We hear on CNBC and read in financial journals that the “Fed is pumping money into the economy”. What does this mean? Does it mean the Fed works overtime and prints lot of currency? No, it does not work that way.
The Federal Reserve (Fed) has 3 methods to influence its monetary policy
i) Raise/Lower short-term interest rates
ii) Raise/Lower the amount of reserves that banks are required to hold
iii) Open Market Transactions
Short-term Interest Rates
When the economy is softening (current state), a rate cut improves things – since it makes things cheaper. On the other hand, if the economy is too strong, an interest rate cut slows down the economy.
If the Fed asks banks to raise their reserves, it means banks need to hold on to more money which in turn reduces the money supply and thus tightens credit. When the Fed asks banks to lower their reserves, there is more money that the banks can lend.
Open Market Transactions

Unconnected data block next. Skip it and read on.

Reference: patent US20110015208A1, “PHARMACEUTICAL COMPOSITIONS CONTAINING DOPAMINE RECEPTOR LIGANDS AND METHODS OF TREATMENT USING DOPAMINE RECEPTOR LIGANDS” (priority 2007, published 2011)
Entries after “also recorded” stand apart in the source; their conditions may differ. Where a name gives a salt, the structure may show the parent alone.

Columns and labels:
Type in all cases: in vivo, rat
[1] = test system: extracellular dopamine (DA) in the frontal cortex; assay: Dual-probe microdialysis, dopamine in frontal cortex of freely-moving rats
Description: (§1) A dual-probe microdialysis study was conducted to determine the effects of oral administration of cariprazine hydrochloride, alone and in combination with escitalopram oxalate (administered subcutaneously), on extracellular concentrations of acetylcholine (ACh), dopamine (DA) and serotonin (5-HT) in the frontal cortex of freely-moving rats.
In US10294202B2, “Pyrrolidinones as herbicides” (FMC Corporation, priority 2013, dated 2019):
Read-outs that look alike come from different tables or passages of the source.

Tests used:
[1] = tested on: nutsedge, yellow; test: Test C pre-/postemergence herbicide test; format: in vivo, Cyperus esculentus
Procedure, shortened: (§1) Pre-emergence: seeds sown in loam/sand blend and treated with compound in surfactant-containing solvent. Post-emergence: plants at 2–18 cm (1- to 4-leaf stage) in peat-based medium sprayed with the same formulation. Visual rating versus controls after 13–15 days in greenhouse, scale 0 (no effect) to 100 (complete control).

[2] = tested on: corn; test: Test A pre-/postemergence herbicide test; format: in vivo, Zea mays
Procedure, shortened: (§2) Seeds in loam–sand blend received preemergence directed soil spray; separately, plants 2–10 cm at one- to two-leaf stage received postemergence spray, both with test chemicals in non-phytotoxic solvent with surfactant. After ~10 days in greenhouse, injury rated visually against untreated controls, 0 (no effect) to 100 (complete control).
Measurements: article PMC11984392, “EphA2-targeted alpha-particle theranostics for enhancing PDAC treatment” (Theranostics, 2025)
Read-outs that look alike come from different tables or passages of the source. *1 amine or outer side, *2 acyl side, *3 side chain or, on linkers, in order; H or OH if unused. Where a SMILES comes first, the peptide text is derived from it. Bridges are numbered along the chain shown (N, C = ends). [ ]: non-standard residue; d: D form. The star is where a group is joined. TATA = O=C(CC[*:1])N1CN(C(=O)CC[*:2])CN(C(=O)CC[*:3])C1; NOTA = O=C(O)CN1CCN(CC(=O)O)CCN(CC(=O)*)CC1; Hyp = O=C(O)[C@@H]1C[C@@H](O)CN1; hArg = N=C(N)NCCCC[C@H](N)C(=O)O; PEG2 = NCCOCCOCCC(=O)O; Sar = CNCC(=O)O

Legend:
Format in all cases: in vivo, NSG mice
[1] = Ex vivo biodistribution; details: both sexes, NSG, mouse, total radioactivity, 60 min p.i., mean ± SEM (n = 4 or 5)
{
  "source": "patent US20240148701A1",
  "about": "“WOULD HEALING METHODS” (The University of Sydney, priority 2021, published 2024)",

Open market transactions are measures by which the Fed controls the money supply by buying and selling government securities, or other financial instruments. Of the three, Open Market transactions have the most immediate effect on the economy. If the Fed wants to squeeze money from the system, it sells bonds from its account. This deducts the amount from the dealer (bank) thus draining money from the system. On the other hand, if the Fed wants to “pump money into the economy”, it will buy bonds and pay the bank that sold them. This money then flows thru the system and that is how the Fed increases money supply.
The Fed has been buying a ton of subprime mortgage bonds (since there were virtually no buyers for it) in light of the subprime crisis.